It is estimated that Usui taught over 2,000 students and initiated 20 teachers, some of whom continued to teach Reiki after Usui passed away. The twenty teachers initiated by Usui include Toshihiro Eguchi, Jusaburo Guida, Ilichi Taketomi, Toyoichi Wanami, Yoshiharu Watanabe, Keizo Ogawa, J. Ushida, and Chujiro Hayashi. The Japanese government issued Usui a Kun San for his honourable work.
Chujiro Hayashi was a physician and retired Marine commander. Before he died, Usui asked Hayashi to open his own Reiki clinic and to expand and develop Reiki Ryoho based on his previous experience as a medical doctor in the Navy.
Hayashi opened a school and clinic called Hayashi Reiki Kenkyukai (Institute).
After Usui passed away Hayashi left the Gakkai (Reiki society founded by Usui). At Hayashi’s clinic, careful records were kept of all the illnesses and conditions that were addressed. He also made notes of which Reiki hand positions worked best to treat various ailments. Based on these records and notes, Hayashi wrote the Reiki Ryoho Shinshin (Guidelines for Reiki Healing Method). This guide was part of the class manual Hayashi gave to students.
Hayashi altered the way Reiki sessions were given. Rather than have the client seated in a chair and treated by one practitioner as Usui had done, Hayashi had the client lie on a treatment table and receive treatment from several practitioners at the same time. Hayashi also created a new system for giving Reiju (attunements). In addition, he developed a new method of teaching Reiki that he used when travelling. In this method, he taught both Shoden and Okuden (Reiki I&II) together in one five-day seminar. Each day included two to three hours of instruction and one Reiju (attunement).
Hayashi travelled to Hawaii in 1937 prior to the Japanese attack on Pearl Harbor, and was asked by the Japanese military to provide information about the location of warehouses and other military targets in Honolulu. He refused to do so and was declared a traitor. Hayashi performed seppuku (ritual suicide) in response to the disgrace that his family faced in light of his decision. Hayashi died on May 11, 1940.
Mrs. Hawayo Takata brought Reiki from Japan to the West in 1937 and continued to practice and teach until she passed away in 1980.
This is a summary of Mrs. Hawayo Takata’s version of her years leading up to her contact with Reiki at the Hayashi clinic. Takata stated that she was born on December 24th, 1900, on the island of Kauai, Hawaii. Her parents were Japanese immigrants and her father worked in the sugar cane fields. Takata married the bookkeeper (Saichi Takata) of the plantation where she was employed and they had two daughters. In October 1930 Saichi died at the age of 34. After five years of long hours of labor to support her family, Takata developed severe abdominal pain and a lung condition, and had a nervous breakdown. Soon after, one of Takata’s sisters died and it was her responsibility to travel to Japan, where her parents had resettled to deliver the news. After informing her parents, Takata entered a hospital and stated that she was diagnosed with a tumor and gallstones, appendicitis and asthma. She was told to prepare for surgery but chose to visit Hayashi’s clinic instead.
Mrs. Takata was unfamiliar with Reiki but was impressed that the diagnosis from the Reiki practitioners at the clinic closely matched the doctor’s at the hospital. She began receiving treatments. Takata wanted to learn Reiki in order to continue treating herself and also to take it back to Hawaii to share with others. Hayashi allowed Takata to work at his clinic and also began giving her Reiki training. Takata worked one year at the clinic and eventually received the Shinpiden level (Reiki Master). Hayashi officially acknowledged this in Hawaii on February 21, 1938, and also stated that she was one of thirteen Reiki Masters trained by him.
Takata practiced Reiki in Hawaii, opened several clinics, one of which was located in Hilo on the Big Island. She gave treatments and initiated students up to Reiki II. Takata became a renowned healer and travelled to the U.S. mainland and other parts of the world teaching and giving treatments. She attributed her success to the fact that she performed a lot of Reiki on each client. Takata would often do multiple treatments on a client, each sometimes lasting hours, and often initiated members of a client’s family so they could give Reiki to the client as well.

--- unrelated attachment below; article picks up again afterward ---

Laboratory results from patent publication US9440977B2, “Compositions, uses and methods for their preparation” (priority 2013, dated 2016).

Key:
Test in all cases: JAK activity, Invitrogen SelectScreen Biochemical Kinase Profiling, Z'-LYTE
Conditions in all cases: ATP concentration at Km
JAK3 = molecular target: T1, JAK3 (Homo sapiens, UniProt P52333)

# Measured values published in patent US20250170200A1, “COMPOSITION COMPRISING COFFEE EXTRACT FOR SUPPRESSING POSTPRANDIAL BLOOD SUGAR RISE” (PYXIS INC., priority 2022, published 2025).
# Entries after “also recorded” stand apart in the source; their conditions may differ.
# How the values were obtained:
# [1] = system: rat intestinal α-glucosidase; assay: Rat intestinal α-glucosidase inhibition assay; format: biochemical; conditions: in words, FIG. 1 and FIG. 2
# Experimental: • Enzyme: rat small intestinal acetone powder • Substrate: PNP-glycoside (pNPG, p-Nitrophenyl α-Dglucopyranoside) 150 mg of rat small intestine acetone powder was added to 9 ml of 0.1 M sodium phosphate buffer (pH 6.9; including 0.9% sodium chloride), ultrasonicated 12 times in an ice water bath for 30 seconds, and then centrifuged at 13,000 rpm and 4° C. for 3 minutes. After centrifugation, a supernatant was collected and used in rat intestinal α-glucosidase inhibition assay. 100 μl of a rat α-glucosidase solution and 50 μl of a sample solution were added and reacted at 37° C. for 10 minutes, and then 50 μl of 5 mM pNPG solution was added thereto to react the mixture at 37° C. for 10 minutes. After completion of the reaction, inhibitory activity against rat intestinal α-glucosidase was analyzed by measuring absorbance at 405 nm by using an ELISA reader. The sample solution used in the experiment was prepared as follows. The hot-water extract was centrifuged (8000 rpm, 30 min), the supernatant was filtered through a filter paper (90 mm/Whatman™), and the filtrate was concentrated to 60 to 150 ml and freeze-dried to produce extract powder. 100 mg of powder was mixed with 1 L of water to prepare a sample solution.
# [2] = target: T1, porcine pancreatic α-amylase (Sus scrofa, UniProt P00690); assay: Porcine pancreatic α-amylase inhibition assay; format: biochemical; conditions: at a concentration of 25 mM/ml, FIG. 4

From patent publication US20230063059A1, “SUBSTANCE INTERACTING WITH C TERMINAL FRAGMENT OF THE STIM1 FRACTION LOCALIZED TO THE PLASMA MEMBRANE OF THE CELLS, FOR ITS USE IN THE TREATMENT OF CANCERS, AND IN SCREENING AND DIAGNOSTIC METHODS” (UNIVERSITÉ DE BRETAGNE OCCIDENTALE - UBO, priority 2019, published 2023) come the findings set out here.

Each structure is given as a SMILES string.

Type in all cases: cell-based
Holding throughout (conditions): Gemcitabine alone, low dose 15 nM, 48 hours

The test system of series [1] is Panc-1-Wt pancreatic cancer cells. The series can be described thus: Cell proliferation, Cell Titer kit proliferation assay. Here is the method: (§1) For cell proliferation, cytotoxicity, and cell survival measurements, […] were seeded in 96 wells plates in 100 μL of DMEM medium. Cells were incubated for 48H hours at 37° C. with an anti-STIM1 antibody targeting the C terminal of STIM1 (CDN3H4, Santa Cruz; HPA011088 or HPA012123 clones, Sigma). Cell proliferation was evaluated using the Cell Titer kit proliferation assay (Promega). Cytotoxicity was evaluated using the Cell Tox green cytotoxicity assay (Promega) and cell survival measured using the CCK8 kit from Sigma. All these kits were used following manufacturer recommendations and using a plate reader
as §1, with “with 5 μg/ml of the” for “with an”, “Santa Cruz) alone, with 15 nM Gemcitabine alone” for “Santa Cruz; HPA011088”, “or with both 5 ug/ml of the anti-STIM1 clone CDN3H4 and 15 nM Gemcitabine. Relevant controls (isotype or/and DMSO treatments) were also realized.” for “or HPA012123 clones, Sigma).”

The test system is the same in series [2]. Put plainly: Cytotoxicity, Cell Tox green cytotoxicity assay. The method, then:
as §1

After 1970, Takata began initiating Reiki Masters for a fee of $10,000 for the weekend training. This high fee was not a part of the Usui system. Takata may have charged this fee as her way of creating a feeling of respect for Reiki. Takata believed that treatments and training should never be given for free. Takata also stated that one must study with one Reiki teacher and remain with that teacher the rest of one’s life. In addition, Takata did not provide written instructions or allow students to take notes or to record the classes. Students were not allowed to make written copies of the Reiki symbols. Takata attributed these restrictions to the notion that Reiki was an oral tradition and that everything must be memorized. It is not certain why Takata said Reiki is an oral tradition or why she taught Reiki this way. Based on research, these rules were not a part of the way Usui or Hayashi practiced Reiki. Takata received a Reiki manual from Hayashi. In addition, Takata taught Reiki differently than how she had been taught by simplifying and standardizing the hand positions. Takata called this the “foundation treatment,” with eight hand positions. Before Mrs. Takata died on December 11, 1980, she had initiated 22 Reiki Masters. These twenty-two Masters began teaching others with the promise to Takata that they would continue teaching Reiki in the same manner she had.
The exclusive nature of Reiki organizations in Japan made Reiki less accessible with individuals travelling to the US to learn it. Reiki practiced in Japan and in America is a blend of both western and Japanese Reiki. Takata is credited for helping Reiki flourish to the degree that it has in the western hemisphere.
Over time, some of the Masters that Takata trained began lowering their course fees. This also corresponded with changes in how Reiki was taught, allowing the wisdom of Reiki to guide sessions. Reiki classes became more open with workbooks, notes and recordings. Students were encouraged to seek out more than one teacher. This shift helped Reiki to become widely taught and it is estimated that there are over one million Reiki Masters in the world today with well over four million practitioners.
Source: Traditional Usui Reiki Level I, II, Master Manual – Lisa Powers